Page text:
Disbelieve it or Not, Ancient History Suggests That Atheism is as Natural to Humans as Religion
In Plato's Apology, Socrates (pictured) was accused by Meletus of not believing in the gods. (CC BY-SA 2.5 )
While atheism came in various shapes and sizes, Whitmarsh also argues that there were strong continuities across the generations. Ancient atheists struggled with fundamentals that many people still question today – such as how to deal with the problem of evil, and how to explain aspects of religion which seem implausible.
- The true meaning of Paganism
- Candomble: The African-Brazilian Dance in Honor of the Gods
- The long goodbye to Scandinavian Paganism and the Christianization of three realms
These themes extend from the work of early thinkers – like Anaximander and Anaximenes, who tried to explain why phenomena such as thunder and earthquakes actually had nothing to do with the gods – through to famous writers like Euripides, whose plays openly criticized divine causality. Perhaps the most famous group of atheists in the ancient world, the Epicureans, argued that there was no such thing as predestination and rejected the idea that the gods had any control over human life.
Woodcut depicting Anaximander and Anaximenes from the Nuremberg Chronicle. ( Public Domain )
Rome’s Adaption to Religion
The age of ancient atheism ended, Whitmarsh suggests, because the polytheistic societies that generally tolerated it were replaced by monotheistic imperial forces that demanded an acceptance of one, “true” God. Rome’s adoption of Christianity in the 4th Century CE was, he says, “seismic”, because it used religious absolutism to hold the Empire together.
Most of the later Roman Empire’s ideological energy was expended fighting supposedly heretical beliefs – often other forms of Christianity. In a decree of 380, Emperor Theodosius I even drew a distinction between Catholics, and everyone else – whom he classed as dementes vesanosque (“demented lunatics”). Such rulings left no room for disbelief.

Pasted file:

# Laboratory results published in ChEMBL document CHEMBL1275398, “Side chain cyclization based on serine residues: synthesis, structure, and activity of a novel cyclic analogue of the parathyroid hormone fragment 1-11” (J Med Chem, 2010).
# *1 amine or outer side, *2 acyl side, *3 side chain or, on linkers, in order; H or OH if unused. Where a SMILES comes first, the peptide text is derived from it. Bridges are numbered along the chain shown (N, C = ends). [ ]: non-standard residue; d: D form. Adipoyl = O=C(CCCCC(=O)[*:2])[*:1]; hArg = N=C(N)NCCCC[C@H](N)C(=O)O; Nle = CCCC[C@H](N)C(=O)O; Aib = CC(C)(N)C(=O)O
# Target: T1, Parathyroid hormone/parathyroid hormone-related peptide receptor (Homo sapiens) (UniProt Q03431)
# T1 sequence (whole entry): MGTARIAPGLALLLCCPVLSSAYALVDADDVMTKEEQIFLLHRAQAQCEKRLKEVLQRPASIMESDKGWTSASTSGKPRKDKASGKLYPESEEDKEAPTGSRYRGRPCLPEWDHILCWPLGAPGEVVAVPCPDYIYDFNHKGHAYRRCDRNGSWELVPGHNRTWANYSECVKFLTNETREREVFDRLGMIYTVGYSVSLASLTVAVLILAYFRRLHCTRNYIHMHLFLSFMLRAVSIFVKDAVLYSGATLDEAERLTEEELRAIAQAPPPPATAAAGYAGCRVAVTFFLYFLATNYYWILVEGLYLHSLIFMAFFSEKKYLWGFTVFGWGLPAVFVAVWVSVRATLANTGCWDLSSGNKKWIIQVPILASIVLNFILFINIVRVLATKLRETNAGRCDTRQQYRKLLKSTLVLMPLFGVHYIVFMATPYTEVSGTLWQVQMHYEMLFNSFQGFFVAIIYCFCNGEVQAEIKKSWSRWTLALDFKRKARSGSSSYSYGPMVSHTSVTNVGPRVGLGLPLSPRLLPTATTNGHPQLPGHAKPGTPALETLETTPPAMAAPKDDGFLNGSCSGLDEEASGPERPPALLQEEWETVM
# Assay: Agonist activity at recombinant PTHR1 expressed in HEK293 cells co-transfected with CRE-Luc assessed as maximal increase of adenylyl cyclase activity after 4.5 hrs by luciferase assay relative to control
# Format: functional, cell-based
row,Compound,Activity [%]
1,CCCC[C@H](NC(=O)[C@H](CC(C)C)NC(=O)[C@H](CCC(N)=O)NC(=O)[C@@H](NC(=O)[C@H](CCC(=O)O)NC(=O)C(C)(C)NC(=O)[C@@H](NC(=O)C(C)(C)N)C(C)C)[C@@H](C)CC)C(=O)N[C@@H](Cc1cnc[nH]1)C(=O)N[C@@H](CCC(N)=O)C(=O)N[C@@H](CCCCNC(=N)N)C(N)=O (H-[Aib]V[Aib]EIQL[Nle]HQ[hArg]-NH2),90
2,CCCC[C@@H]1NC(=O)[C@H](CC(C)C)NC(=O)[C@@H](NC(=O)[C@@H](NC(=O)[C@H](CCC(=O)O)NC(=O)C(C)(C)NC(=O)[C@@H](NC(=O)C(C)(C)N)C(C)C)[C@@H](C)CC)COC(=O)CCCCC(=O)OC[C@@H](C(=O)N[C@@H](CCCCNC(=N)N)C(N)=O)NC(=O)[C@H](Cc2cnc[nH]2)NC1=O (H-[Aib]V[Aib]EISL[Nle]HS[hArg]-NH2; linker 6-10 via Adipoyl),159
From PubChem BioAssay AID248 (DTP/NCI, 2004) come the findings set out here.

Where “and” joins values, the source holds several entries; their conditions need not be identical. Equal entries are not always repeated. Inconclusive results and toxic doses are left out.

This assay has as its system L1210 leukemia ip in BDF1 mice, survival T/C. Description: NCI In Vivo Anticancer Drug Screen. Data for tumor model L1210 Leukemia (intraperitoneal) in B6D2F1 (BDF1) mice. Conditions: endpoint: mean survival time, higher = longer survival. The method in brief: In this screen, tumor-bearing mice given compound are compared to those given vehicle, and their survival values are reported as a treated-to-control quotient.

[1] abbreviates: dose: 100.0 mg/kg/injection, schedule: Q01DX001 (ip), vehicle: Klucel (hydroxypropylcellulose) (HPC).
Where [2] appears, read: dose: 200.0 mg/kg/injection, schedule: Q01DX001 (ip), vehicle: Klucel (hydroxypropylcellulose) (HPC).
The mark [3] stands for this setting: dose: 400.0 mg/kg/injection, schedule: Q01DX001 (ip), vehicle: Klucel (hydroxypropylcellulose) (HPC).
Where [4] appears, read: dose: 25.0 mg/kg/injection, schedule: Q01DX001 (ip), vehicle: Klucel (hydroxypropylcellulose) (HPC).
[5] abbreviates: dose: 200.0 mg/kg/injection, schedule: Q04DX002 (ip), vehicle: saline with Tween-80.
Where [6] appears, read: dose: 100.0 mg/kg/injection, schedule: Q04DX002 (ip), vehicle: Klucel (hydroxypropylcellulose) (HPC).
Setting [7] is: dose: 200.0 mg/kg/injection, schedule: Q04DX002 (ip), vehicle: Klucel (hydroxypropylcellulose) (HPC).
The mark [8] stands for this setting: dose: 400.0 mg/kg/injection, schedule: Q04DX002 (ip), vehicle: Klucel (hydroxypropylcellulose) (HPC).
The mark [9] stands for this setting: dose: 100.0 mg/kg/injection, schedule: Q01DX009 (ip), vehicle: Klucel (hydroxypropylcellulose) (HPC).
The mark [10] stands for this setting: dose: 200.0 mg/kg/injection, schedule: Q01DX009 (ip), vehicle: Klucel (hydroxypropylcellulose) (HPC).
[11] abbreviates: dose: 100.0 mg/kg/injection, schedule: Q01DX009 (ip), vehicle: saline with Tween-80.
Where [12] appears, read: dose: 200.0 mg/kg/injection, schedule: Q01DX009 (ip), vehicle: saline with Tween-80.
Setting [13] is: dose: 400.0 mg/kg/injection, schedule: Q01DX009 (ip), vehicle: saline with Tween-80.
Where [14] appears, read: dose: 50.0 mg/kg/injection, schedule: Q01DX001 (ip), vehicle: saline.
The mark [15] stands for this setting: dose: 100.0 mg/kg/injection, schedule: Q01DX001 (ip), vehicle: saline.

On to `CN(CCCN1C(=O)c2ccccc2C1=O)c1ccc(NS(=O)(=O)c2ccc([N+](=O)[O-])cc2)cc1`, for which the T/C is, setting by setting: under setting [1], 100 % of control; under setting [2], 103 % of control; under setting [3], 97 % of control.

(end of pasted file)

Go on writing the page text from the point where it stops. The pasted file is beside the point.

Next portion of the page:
Whitmarsh stresses that his study is not designed to prove, or disprove, the truth of atheism itself. On the book’s first page, however, he adds: “I do, however, have a strong conviction – that has hardened in the course of researching and writing this book – that cultural and religious pluralism, and free debate, are indispensable to the good life.”
Proportion of atheists and agnostics around the world. ( Public Domain )
Battling The Gods is published by Faber and Faber. Tim Whitmarsh is A G Leventis Professor of Greek Culture and a Fellow of St John’s College, University of Cambridge.
Featured image: Assembly of twenty gods, predominantly the Twelve Olympians, as they receive Psyche (Loggia di Psiche, 1518–19, by Raphael and his school, at the Villa Farnesina). Photos Source: ( Public Domain )
The article ‘ Disbelieve it or not, ancient history suggests that atheism is as natural to humans as religion ’ by University of Cambridge was originally published on www.cam.ac.uk and has been republished under a Creative Commons license.